Our Minister

Our minister is Reverend Deborah Kirk.


Deborah's contact details are:

Office Tel.: (01823) 275765,

Home Tel.: (01823) 334854

Email: deborah.m.kirk@googlemail.com

Hope in uncertain times

A shoot shall come out from the stump of Jesse, and a branch shall grow out of his roots: on him the Spirit of the Lord rests, a spirit of wisdom and perception, a spirit of understanding and authority, a spirit of knowledge and reverence. (Isaiah 11 : 1-2)


Over the next weeks, we shall hear in our Advent readings, words from the prophets of the Old Testament, speaking out in times of uncertainty. Even when their world was racked by conflict, injustice, famine and disease, their faith in God gave them stability and hope. They listened for God’s voice and looked for evidence of God’s presence around them, and then they ‘forth-told’ God’s word to guide and console the people.

Dr Hideko Tamura-Snider was ten years old in August 1945, when the first atomic bomb was dropped on her home city of Hiroshima. The bomb killed an estimated 75,000 people outright and obliterated large parts of the city. Amazingly Hideko survived.


The scientists had predicted that after the blast, because of the radiation, nothing would grow in Hiroshima for around 75 years. But six months later, during the spring of 1946, new shoots began to appear from the ancient decimated tree stumps.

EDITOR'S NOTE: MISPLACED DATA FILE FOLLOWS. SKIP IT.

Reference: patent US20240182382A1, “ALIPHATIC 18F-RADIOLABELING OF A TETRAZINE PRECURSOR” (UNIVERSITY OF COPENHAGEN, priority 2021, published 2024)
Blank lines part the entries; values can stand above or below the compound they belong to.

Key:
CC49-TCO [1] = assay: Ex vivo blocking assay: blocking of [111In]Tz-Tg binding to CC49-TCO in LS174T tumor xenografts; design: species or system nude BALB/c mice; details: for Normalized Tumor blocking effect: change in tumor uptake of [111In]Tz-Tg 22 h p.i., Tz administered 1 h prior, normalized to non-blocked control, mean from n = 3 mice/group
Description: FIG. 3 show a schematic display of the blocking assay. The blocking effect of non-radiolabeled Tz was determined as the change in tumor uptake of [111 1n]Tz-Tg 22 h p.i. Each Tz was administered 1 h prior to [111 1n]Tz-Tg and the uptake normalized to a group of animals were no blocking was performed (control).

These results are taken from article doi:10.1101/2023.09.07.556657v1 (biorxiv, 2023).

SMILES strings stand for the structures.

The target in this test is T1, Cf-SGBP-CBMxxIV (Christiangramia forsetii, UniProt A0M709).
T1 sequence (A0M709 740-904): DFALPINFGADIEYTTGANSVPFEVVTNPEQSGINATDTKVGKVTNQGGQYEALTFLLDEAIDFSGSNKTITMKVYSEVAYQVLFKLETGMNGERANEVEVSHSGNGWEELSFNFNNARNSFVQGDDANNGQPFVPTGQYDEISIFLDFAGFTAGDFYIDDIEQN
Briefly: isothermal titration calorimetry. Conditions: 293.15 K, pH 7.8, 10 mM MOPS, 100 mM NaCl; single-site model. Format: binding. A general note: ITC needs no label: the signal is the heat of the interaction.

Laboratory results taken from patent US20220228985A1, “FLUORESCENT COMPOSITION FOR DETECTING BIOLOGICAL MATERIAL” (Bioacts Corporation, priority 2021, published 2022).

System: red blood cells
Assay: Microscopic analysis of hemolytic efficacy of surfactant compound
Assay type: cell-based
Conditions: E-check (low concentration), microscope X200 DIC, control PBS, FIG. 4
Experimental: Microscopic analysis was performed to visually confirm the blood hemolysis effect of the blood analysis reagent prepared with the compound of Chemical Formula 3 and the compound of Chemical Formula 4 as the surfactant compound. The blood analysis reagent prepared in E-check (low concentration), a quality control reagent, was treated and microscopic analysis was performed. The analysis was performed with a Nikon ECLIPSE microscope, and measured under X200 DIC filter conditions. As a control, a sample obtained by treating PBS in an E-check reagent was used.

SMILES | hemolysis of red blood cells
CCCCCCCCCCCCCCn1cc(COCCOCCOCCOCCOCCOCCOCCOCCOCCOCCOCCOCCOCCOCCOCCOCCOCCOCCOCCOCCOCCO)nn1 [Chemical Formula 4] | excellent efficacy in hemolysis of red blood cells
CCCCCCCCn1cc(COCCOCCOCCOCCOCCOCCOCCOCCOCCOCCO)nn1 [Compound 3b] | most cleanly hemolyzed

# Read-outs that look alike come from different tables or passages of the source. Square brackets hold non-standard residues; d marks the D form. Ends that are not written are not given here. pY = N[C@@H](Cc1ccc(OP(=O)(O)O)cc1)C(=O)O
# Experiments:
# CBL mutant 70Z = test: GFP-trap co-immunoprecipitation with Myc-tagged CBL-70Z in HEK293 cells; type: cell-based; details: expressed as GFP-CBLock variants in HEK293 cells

Watching nature return to life helped Hideko return to life too. It wasn’t easy – she had experienced great trauma and the loss of her parents. But in time her hope grew, as did her desire to communicate God’s message of love and peace. Dr Tamura began to take shoots from Hiroshima’s surviving trees and nurtured them into new life, sending the saplings around the world so that new Hiroshima trees could grow – symbols of hope and healing.


As we draw towards the end of a very challenging year, and in spite of the uncertainties that still surround us, we can remind ourselves of Isaiah’s words: ‘A shoot shall come out from the stump of Jesse, and a branch shall grow out of his roots’. The shoot Isaiah spoke about pointed to Jesus, whose birth fulfilled a promise God made long ago – that whatever was going on in our lives, God would never leave us.


And each Advent we remind ourselves of the hope and healing that is wrapped up in that promise. That we are loved by God so much that he has come to be with us, born as one of us – Emmanuel.

God of hope, be the love that dwells between us.

God of hope, be the peace that dwells between us.

God of hope, be the joy that dwells between us.

God of hope, the rock we stand on, be the foundation of our lives.

Peace for the journey
Deborah

A PERSONAL THANK YOU

To all those of our congregation who have been taking on the role of 'telephone contacts' and 'pastoral links' during recent weeks. I know that many of you have been phoning the people on your lists, (and your friends too, of course) regularly checking on them, and this has been so much appreciated, and vitally important for those who are isolated or living on their own.

But, this is a plea too, not to forget those who may seem to be stronger, younger, more independent, more capable - they too may be lonely, or stressed by their circumstances, or finding it a challenge juggling work and children, or supporting elderly parents, and they may really be in need of a chat, or an invitation to a socially distanced walk, or to sit in a friend's garden...

Some may have a little more time than others during these days, and I wonder if this might be something you could continue to remember as we go forward.

In the words of Benjamin Zephaniah - 'People will always need people'

Deborah